· Design and construction of hydrogen installations and in particular specialized hydrogen production systems, suitable transmission and storage networks, special security and control systems, etc.

Production and use of very low hydrocarbon footprint in non-energy uses in industry, such as refineries, ammonia production, production of alkenes and other raw materials in the chemical industry, and reduction of iron ore (if a corresponding steel industry is developed in Greece).

· High temperature heat production in industrial furnaces. Under conditions related to the cost and the maturity of the relevant technologies, the hydrogen of very low carbon footprint is a solution for cement industry furnaces but also in medium temperature applications. Hybrid boilers, which alternate between using electricity and hydrogen, could allow factories to take advantage of price or supply differences.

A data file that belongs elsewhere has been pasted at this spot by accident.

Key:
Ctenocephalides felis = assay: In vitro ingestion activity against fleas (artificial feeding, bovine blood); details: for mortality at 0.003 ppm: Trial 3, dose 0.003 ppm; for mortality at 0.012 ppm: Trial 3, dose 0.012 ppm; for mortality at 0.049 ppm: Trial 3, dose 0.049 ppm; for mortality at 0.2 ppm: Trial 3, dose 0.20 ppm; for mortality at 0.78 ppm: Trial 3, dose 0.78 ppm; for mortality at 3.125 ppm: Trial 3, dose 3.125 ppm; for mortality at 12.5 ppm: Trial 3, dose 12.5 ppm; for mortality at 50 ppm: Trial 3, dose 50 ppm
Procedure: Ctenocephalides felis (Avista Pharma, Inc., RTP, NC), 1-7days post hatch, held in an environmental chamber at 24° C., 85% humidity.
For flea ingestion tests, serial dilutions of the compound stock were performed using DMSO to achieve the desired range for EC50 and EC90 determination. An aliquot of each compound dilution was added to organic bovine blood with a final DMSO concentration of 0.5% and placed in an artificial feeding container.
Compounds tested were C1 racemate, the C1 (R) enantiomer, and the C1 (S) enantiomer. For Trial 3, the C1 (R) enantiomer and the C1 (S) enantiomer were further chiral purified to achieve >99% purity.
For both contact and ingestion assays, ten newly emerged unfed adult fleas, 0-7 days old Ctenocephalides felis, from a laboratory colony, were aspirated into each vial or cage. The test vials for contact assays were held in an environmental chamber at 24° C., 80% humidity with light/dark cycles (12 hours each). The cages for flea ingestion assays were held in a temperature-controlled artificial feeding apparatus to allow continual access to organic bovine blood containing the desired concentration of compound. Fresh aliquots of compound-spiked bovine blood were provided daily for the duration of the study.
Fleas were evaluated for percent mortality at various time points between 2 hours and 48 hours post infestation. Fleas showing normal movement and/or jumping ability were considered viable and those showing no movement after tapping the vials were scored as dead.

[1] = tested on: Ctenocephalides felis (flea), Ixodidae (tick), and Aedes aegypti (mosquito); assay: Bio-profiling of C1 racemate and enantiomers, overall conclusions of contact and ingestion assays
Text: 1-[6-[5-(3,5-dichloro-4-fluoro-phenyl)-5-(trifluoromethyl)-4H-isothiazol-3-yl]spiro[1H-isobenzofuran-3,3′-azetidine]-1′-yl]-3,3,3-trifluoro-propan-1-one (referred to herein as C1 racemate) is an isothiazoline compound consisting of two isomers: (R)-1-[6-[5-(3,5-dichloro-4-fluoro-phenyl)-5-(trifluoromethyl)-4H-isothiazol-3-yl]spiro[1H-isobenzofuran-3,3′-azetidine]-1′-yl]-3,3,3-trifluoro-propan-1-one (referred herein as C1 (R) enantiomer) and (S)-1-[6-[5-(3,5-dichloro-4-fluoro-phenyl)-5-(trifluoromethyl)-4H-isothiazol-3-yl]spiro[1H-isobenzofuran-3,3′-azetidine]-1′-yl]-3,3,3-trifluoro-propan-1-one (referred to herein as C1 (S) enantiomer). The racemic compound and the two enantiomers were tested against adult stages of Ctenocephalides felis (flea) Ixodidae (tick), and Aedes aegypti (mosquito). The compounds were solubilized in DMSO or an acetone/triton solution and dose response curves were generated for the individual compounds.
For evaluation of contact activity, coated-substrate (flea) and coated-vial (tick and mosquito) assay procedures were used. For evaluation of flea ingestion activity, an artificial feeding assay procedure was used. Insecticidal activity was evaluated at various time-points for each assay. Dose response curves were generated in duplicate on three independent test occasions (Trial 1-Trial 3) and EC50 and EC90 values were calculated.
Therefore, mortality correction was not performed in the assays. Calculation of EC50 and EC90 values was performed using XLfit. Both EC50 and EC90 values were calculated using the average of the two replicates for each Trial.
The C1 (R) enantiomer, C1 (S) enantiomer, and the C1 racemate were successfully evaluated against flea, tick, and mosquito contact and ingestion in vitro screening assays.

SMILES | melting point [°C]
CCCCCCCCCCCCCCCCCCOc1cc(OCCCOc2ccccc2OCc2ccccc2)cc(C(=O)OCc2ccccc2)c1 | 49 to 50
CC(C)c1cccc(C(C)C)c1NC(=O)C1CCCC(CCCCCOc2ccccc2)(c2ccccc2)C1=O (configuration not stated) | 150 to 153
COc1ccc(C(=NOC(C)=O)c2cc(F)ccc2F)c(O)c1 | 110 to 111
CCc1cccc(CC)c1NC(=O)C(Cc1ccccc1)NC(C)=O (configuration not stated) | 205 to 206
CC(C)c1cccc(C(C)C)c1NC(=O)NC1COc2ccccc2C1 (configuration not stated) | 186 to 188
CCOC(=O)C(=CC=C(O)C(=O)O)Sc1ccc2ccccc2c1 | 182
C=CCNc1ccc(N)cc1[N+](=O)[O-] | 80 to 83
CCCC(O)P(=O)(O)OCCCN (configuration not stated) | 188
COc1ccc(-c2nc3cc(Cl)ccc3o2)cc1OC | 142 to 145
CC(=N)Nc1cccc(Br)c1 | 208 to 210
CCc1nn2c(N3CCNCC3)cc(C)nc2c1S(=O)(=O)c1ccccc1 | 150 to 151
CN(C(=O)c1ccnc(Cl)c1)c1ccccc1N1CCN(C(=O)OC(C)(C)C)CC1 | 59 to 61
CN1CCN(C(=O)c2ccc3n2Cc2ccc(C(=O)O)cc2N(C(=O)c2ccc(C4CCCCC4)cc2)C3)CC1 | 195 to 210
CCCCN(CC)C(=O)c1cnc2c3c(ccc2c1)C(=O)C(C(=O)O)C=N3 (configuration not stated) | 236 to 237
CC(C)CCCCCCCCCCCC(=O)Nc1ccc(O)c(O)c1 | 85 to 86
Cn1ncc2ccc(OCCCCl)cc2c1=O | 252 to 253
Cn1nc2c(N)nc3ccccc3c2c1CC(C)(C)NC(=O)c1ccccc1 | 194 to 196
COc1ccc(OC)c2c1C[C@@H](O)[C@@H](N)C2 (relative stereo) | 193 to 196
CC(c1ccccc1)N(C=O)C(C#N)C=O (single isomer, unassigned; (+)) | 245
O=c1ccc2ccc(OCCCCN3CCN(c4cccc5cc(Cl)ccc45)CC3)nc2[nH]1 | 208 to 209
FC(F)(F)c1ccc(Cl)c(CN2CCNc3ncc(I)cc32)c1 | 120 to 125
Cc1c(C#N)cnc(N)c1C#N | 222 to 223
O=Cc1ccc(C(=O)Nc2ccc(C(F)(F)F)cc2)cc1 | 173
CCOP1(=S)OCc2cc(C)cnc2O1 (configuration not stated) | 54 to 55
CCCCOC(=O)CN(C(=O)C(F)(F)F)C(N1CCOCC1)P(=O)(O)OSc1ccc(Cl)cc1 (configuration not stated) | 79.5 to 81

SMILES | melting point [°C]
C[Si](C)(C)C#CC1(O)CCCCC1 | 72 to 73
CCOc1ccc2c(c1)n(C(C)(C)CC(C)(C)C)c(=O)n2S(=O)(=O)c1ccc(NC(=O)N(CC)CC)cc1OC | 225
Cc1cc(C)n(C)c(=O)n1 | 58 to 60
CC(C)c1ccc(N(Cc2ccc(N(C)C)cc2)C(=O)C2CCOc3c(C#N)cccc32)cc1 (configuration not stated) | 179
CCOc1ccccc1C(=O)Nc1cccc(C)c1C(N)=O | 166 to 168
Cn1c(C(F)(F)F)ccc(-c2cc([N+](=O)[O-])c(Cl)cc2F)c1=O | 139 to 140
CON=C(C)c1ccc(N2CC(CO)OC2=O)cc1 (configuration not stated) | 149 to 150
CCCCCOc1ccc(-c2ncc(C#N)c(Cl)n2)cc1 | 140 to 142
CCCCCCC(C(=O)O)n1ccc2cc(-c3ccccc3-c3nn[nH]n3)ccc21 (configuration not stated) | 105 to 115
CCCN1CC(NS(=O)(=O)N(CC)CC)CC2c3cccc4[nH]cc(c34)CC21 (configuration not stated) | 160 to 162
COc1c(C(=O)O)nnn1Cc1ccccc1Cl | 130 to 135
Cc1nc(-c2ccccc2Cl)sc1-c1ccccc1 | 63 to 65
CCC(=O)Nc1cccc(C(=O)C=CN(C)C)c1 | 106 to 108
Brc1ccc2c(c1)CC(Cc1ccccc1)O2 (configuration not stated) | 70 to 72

Modification of gas pipelines

The injection of relatively small amounts of hydrogen into the gas network is possible. Percentages of hydrogen up to 10% are considered to be safe to transport, with minimal modifications to the system, and to be used by existing end consumers (with the sole exception of use for CNG, where the acceptable limit is 2%). Higher percentages, up to 20%, require special adjustments (especially compression systems). The transmission system could in the future be used for the transport of pure hydrogen (repurposing) with investments ranging from 20% to 30% of the cost of construction of a new system.

As for liquid biomass (from organic, industrial and municipal waste) it can, with the appropriate incentive policy, be concentrated in central treatment plants, and then the produced biomethane / biogas, injected into the transmission system. There is no restriction on its transport, as long as its composition is compatible with that of natural gas. However, the injection of biogas / biomethane into the national transmission system is not done to date and is not provided for under the legal framework. In other words, as the authors of the National Strategy report, a low carbon footprint production capacity remains untapped, with additional environmental burdens of course.